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Old June 12th 05, 07:05 AM
Mike Terry
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Default Changing The Tune Of Radio

Rock Hard
5 June 2005

The following report is courtesy of Susan Whitall from

There's no hiding Alice Cooper. Even without discernible makeup, speaking in
his workaday accent, the shock rocker can't help but emanate color and
personality. That color spills over onto local airwaves as his classic rock
radio show - broadcast "from a radioactive dump somewhere in Monument
Valley" in Arizona - airs on KDKB-FM (93.3) in Phoenix, WCSX-FM in Detroit
and 59 other U.S. markets.

"It's time that radio becomes less corporate," says Cooper, who grew up in
northeast Phoenix and graduated from Cortez High school. "I try to format it
the way (legendary Detroit station) WABX was, free-form radio."

Cooper takes the air at WCSX as celebrity disc jockeys crop up across the
country, such as former SEX PISTOL Steve Jones on Indie 103 in Los Angeles,
and STEVEN VAN ZANDT, BRUCE SPRINGSTEEN's guitarist and Sopranos actor who
has a syndicated show. Stations are trying to compete with satellite radio's
personality-rich programming, such as Howard Stern starting on Sirius in
2006, and even Martha Stewart inking a deal to appear on Sirius. The irony
is that when radio stations tightened formats to limited music play lists
and neutered air personalities, ratings dropped and helped spur the
explosion of satellite radio and iPod downloads. Now, to bring listeners
back, FM radio is forced to add personality and life to what listeners view
as boring, repetitive fare.

"A lot of the guys running corporate radio, they only think as far as their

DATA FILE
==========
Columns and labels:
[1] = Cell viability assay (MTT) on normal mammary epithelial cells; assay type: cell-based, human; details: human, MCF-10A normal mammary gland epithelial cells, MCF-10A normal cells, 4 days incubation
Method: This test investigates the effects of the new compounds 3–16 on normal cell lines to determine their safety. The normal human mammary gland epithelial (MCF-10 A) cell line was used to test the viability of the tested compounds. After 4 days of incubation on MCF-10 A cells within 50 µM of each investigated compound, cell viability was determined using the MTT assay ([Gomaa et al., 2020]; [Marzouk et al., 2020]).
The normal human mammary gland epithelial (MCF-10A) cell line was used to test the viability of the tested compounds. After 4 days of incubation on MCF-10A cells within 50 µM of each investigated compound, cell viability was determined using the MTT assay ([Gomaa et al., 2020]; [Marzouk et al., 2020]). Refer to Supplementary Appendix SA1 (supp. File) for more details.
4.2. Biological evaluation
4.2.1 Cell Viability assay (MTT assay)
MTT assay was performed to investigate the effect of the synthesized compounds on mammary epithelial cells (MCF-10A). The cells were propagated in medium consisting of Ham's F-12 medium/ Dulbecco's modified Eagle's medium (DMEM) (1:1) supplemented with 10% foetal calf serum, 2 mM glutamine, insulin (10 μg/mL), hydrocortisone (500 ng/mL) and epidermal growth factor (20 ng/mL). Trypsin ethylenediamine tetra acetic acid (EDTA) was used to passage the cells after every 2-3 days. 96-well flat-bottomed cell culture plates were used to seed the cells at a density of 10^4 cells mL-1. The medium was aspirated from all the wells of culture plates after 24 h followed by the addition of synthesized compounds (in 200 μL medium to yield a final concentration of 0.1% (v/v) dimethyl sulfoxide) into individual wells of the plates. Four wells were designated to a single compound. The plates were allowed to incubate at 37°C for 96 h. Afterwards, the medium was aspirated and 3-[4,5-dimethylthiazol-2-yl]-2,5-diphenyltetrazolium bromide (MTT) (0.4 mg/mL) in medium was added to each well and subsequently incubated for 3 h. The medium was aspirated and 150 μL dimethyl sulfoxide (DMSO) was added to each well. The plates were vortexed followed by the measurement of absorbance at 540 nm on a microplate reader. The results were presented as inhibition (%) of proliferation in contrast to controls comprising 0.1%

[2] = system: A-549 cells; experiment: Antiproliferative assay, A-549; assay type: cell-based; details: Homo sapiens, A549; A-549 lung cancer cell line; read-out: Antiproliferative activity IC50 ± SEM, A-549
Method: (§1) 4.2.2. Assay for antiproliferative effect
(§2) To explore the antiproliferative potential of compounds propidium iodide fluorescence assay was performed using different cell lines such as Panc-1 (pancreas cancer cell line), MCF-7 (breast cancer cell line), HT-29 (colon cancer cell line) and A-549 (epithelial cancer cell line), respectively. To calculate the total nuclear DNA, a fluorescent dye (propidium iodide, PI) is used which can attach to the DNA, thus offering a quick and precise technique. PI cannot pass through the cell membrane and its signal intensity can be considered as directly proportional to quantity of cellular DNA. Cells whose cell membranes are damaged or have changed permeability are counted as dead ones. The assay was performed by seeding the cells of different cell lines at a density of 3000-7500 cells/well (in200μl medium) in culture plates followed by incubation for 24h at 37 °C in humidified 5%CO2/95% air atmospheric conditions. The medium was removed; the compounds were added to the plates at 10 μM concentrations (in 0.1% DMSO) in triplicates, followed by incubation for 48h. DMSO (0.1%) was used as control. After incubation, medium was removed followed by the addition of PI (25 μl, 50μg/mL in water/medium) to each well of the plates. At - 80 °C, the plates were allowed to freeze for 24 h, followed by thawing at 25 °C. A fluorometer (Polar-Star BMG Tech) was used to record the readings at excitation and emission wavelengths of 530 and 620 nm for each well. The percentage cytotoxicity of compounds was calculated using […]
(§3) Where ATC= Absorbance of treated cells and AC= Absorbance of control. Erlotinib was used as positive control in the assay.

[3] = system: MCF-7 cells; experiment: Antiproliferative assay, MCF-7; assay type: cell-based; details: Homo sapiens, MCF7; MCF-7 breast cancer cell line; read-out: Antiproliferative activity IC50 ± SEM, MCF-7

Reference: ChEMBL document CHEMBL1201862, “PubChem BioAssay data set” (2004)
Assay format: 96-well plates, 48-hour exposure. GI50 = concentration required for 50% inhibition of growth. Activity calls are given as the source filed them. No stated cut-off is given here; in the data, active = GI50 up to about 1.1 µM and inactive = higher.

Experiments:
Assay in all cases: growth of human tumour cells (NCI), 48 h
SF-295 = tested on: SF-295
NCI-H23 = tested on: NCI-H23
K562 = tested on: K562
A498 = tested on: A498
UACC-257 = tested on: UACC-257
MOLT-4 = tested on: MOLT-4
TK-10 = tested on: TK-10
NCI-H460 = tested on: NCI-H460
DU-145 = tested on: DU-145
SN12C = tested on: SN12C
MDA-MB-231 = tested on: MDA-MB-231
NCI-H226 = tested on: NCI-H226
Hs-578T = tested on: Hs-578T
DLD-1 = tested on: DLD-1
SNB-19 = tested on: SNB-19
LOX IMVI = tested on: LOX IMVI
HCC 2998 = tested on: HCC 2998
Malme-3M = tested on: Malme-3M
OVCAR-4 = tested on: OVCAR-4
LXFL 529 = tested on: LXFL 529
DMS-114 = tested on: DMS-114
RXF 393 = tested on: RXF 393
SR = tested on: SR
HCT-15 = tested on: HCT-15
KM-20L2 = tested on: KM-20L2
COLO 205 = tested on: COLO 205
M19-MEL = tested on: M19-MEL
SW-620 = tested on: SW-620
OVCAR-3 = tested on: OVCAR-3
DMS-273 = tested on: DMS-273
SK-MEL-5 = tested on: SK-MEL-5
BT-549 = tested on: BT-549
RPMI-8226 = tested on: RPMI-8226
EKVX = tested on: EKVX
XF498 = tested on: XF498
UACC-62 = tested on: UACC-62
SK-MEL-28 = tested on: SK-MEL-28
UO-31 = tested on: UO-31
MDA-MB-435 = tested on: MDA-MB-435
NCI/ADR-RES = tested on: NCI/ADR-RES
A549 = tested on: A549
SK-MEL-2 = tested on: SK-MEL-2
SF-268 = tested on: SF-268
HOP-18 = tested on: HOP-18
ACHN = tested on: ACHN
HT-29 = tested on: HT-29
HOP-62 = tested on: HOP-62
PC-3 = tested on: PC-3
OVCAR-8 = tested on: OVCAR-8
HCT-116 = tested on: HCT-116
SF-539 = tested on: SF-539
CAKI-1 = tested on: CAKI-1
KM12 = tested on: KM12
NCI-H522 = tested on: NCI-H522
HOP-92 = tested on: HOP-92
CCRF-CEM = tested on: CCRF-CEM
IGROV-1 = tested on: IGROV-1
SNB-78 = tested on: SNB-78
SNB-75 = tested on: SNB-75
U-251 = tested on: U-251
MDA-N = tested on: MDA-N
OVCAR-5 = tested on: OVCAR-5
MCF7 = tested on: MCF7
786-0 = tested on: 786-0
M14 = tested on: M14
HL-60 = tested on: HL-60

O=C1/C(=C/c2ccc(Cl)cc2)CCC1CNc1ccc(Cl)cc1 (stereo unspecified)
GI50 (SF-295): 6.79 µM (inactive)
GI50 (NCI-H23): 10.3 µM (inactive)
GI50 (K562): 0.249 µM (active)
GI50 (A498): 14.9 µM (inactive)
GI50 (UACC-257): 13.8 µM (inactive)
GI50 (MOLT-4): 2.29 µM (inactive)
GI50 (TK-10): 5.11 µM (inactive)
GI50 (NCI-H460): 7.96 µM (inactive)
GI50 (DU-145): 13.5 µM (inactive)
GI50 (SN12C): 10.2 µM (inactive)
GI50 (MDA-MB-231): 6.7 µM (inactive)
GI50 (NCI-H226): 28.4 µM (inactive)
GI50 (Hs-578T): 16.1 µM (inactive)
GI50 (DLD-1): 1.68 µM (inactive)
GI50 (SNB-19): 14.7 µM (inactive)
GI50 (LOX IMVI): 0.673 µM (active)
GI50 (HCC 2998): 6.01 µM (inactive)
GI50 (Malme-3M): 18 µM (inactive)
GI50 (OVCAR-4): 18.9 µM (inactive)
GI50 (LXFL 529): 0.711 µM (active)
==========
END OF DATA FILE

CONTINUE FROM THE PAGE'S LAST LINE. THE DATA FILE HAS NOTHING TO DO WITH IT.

black-and-white stats," Cooper says. "But according to my e-mails, 90
percent are saying thank you for not playing the same Aerosmith, thank you
for not playing the same Van Halen. They're so tired of hearing these songs
over and over."

Cooper agreed to do the show a year and a half ago only if he could choose
"at least 50 percent" of the music himself. He digs back for rarer cuts from
top groups but also throws in music that has been scarce at FM radio from
the last decade or so.

The past year has been a time of plummeting revenues and uncertainty for
mega-corporations that dominate radio. According to Bloomberg, shares of San
Antonio-based Clear Channel, which owns about 1,200 stations, fell 17
percent in the past year. New York-based Viacom, the owner of Infinity
Broadcasting, which owns 183 stations, slid 9.3 percent. Compare that with
satellite radio, which offers listeners more than a hundred channels of
diverse music. Sirius has more than 1.4 million subscribers while XM
Satellite stands at about 3.2 million subscribers.

The news with younger listeners is more dire; they are the ones who are
abandoning FM radio in droves.

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